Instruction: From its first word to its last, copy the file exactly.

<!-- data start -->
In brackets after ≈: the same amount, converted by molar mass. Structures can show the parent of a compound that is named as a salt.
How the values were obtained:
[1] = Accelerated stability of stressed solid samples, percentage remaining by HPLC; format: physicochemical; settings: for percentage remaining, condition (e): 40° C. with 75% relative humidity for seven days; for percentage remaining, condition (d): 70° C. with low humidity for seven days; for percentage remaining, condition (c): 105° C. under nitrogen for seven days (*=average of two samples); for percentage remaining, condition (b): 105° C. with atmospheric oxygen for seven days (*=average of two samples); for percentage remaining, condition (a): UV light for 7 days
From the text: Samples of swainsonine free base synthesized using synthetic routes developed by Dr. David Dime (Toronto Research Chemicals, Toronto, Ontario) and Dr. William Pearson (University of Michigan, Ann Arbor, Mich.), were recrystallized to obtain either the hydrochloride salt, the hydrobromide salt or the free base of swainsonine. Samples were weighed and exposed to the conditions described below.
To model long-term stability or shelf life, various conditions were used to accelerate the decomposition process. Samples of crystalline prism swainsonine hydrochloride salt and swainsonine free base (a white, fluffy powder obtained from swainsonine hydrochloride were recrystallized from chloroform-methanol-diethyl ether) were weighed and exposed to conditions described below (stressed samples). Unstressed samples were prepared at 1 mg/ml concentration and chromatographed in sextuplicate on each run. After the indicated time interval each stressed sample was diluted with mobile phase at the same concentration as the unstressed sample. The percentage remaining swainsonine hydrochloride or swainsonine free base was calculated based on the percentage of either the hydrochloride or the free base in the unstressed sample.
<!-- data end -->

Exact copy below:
In brackets after ≈: the same amount, converted by molar mass. Structures can show the parent of a compound that is named as a salt.
How the values were obtained:
[1] = Accelerated stability of stressed solid samples, percentage remaining by HPLC; format: physicochemical; settings: for percentage remaining, condition (e): 40° C. with 75% relative humidity for seven days; for percentage remaining, condition (d): 70° C. with low humidity for seven days; for percentage remaining, condition (c): 105° C. under nitrogen for seven days (*=average of two samples); for percentage remaining, condition (b): 105° C. with atmospheric oxygen for seven days (*=average of two samples); for percentage remaining, condition (a): UV light for 7 days
From the text: Samples of swainsonine free base synthesized using synthetic routes developed by Dr. David Dime (Toronto Research Chemicals, Toronto, Ontario) and Dr. William Pearson (University of Michigan, Ann Arbor, Mich.), were recrystallized to obtain either the hydrochloride salt, the hydrobromide salt or the free base of swainsonine. Samples were weighed and exposed to the conditions described below.
To model long-term stability or shelf life, various conditions were used to accelerate the decomposition process. Samples of crystalline prism swainsonine hydrochloride salt and swainsonine free base (a white, fluffy powder obtained from swainsonine hydrochloride were recrystallized from chloroform-methanol-diethyl ether) were weighed and exposed to conditions described below (stressed samples). Unstressed samples were prepared at 1 mg/ml concentration and chromatographed in sextuplicate on each run. After the indicated time interval each stressed sample was diluted with mobile phase at the same concentration as the unstressed sample. The percentage remaining swainsonine hydrochloride or swainsonine free base was calculated based on the percentage of either the hydrochloride or the free base in the unstressed sample.